Final discovery center EIR meeting this Saturday

The second and final public meeting on the San Gabriel River Discovery Center and its draft environmental impact report is scheduled for Saturday, July 18, 2 - 4 p.m., at South El Monte High School in South El Monte.

At the first meeting, held June 24, no speaker from the community supported the discovery center proposal. Most spoke in favor of protecting nature and the Whittier Narrows Nature Center.

The discovery center would destroy important wildlife habitat and the current nature center at Whittier Narrows Natural Area and replace them with what the EIR reveals is little more than a conference center for government bureaucrats and water agency officials.

The discovery center would require at least $30 million for construction alone. The San Gabriel River Discovery Center Authority claims it has collected $10 million to date.

The unpopular watershed education center proposal has failed to attract a single private donation or foundation grant. All money contributed has come from public sources--tax dollars, state bonds and water bills.

If you're concerned about bureaucrats wasting your hard-earned tax dollars or about the destruction of nature and parks in your backyard, you should come to Saturday's EIR meeting and let the Discovery Center Authority know.

South El Monte High School is at 1001 N. Durfee Ave. in South El Monte. (Across the street from the Natural Area.)

The EIR public comment period ends Aug. 3.

Tuesday, July 14, 2009

Central Basin MWD raises price of water, cuts $1M internally -- continues support for Discovery Center

Why is Central Basin Municipal Water District (service area pictured at right) continuing its financial support for the proposed $30 million San Gabriel River Discovery Center at the same time that it's raising rates on its customers and making internal budget cuts?

The revenue report from the Discovery Center Authority's June 18 board report shows that Central Basin contributed $80,000 for fiscal year 2008/2009. And a table on the Discovery Center website shows that Central Basin has contributed at least $750,000 in total to the project.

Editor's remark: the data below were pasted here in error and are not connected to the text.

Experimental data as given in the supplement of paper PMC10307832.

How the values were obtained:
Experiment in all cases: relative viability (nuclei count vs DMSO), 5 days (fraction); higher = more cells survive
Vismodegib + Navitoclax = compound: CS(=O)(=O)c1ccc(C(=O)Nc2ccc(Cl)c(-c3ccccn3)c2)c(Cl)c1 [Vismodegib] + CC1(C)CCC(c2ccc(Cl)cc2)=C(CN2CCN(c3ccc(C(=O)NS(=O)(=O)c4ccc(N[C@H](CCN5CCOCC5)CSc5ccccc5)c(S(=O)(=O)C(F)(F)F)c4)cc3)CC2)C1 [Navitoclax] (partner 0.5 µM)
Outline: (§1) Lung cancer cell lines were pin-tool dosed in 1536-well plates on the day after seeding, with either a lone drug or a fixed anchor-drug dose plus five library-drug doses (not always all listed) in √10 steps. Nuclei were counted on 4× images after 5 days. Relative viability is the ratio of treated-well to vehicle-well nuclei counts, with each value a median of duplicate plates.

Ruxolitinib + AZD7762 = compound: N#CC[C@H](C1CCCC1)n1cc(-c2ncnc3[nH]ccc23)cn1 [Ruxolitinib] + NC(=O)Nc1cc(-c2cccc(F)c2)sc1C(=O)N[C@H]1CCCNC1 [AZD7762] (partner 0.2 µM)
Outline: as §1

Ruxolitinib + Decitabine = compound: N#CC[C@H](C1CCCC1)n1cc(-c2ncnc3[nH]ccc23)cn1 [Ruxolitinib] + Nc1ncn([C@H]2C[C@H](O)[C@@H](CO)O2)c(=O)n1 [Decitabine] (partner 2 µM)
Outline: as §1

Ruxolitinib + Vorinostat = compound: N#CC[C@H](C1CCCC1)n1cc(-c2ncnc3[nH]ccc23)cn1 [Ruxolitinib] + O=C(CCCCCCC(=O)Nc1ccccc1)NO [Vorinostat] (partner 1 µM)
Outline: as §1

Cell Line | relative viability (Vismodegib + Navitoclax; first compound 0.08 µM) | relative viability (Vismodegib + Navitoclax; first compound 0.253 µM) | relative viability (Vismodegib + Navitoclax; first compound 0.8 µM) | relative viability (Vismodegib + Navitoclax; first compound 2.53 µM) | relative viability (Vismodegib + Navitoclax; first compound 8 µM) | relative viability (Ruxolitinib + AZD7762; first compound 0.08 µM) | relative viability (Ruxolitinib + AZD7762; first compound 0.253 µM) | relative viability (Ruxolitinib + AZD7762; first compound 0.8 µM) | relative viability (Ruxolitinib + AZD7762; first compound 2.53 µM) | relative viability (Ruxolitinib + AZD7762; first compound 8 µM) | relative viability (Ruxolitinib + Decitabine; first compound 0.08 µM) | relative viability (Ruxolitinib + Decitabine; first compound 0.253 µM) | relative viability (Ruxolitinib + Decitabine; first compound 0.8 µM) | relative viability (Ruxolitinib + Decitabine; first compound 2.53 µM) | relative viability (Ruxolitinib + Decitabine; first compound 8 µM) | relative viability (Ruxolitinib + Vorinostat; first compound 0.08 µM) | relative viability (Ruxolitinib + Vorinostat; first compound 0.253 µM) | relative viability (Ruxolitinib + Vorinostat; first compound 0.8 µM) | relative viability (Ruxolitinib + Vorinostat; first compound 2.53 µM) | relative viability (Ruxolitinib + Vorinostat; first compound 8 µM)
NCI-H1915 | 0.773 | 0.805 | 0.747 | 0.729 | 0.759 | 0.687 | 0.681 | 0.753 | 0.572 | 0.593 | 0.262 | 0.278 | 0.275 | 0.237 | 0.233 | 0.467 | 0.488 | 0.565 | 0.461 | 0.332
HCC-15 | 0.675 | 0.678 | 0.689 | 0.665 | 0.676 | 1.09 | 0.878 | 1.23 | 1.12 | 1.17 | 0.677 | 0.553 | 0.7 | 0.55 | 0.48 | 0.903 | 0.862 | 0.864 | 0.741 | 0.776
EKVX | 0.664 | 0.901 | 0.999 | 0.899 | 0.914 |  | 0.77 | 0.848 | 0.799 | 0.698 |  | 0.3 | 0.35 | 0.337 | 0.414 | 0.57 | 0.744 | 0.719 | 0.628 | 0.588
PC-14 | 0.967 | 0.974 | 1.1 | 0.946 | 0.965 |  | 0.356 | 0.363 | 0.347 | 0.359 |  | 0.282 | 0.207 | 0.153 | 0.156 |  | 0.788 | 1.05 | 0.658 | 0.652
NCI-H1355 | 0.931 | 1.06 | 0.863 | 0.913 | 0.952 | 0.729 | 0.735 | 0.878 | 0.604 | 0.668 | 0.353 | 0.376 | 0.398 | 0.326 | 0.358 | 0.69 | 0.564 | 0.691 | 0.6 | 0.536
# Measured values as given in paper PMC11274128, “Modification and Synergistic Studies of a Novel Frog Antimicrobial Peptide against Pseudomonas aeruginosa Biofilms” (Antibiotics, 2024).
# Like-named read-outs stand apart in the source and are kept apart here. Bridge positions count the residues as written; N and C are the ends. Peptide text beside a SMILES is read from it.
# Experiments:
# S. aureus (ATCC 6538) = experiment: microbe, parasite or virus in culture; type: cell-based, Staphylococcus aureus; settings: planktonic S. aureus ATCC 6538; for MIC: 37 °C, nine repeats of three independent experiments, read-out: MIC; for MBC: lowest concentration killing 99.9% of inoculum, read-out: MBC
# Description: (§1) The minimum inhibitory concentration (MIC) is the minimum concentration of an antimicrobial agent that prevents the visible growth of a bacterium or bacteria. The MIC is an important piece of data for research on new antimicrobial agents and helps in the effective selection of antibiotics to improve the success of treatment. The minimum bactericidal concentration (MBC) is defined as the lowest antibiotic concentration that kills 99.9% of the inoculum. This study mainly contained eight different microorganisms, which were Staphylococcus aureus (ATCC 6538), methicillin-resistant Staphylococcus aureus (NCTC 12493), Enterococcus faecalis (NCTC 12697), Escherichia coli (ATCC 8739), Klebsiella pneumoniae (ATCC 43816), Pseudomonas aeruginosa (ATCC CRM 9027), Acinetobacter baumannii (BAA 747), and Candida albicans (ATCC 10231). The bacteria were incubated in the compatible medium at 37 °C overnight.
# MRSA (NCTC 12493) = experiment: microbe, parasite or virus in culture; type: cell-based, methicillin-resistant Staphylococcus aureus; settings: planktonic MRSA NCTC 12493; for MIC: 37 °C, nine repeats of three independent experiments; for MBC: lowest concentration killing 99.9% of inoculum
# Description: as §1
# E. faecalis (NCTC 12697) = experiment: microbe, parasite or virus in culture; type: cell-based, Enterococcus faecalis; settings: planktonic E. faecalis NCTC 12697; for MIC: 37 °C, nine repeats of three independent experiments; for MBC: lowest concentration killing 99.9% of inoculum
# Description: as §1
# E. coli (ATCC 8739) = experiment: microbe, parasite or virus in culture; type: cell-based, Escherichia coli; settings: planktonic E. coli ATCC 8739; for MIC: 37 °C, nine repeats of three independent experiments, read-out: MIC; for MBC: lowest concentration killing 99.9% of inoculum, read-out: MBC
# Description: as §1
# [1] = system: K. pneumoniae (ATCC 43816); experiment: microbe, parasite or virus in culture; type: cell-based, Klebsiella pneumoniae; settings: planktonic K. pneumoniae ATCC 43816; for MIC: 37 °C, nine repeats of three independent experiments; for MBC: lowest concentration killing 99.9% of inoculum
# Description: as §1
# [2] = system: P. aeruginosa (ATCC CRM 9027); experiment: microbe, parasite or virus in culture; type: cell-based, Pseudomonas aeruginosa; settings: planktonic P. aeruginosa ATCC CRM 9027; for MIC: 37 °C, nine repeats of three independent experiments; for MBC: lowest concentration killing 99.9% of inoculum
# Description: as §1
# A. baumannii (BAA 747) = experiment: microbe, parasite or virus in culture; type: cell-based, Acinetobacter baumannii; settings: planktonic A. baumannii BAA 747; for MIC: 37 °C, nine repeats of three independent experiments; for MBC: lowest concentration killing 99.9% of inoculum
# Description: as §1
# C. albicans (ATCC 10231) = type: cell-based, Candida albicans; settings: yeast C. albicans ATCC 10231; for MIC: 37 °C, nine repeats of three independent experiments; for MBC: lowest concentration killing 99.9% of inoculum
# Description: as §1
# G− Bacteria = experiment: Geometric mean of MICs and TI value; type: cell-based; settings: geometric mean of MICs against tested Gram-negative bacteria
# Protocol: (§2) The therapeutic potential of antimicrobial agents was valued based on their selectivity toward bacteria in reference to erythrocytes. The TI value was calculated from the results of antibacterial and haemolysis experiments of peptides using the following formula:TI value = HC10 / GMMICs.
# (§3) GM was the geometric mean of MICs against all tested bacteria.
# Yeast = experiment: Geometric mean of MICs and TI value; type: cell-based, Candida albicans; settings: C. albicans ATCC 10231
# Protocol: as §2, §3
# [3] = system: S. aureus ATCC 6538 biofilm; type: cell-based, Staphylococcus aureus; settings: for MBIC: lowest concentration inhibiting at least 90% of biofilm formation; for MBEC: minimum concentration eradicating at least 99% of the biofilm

This year's $80,000 from Central Basin is troubling in light of the water district board of director's approval last month of "a more than 100-percent increase in its surcharge that will be phased in over the next year," which was reported by the Whittier Daily News.

is on top of an already approved 21-percent increase . . . from Metropolitan Water District that goes into effect Sept. 1, " writes journalist Mike Sprague.
"We can't understand the justification. The rates are excessive, unsubstantiated and inappropriate." -- Joe Serrano, Santa Fe Springs City Council
Central Basin is one of the four member agencies in the San Gabriel River Discovery Center Authority, which is trying to build a controversial 18,230-square-foot watershed education and meeting center on the Whittier Narrows Natural Area.

But the rate hikes aren't the end of the story. Apparently, money is so tight at the water district, "
officials said they've made $1 million in internal budget cuts."

News of Central Basin's fee increase went over like the proverbial lead balloon with local officials.

The news story quotes
Santa Fe Springs Councilman Joe Serrano, among others: "We will have no choice but to raise our rates. We can't understand the justification. The rates are excessive, unsubstantiated and inappropriate."

Unpopular rate hikes, internal budget cuts--but Central Basin continues to throw money at the expensive, unnecessary and environmentally destructive Discovery Center.

Interesting priorities at Central Basin right now.

Sunday, July 12, 2009

Long absent bird species seen in Whittier Narrows

A recent story in the Whittier Daily News highlighted the apparent return of some sensitive bird species to the Whittier Narrows.

A recent sighting of a yellow-billed cuckoo "has set off biologists and birders around the area and has brought new attention to the Whittier Narrows, and specifically a 4-mile stretch of the Rio Hondo," writes journalist Ben Baeder.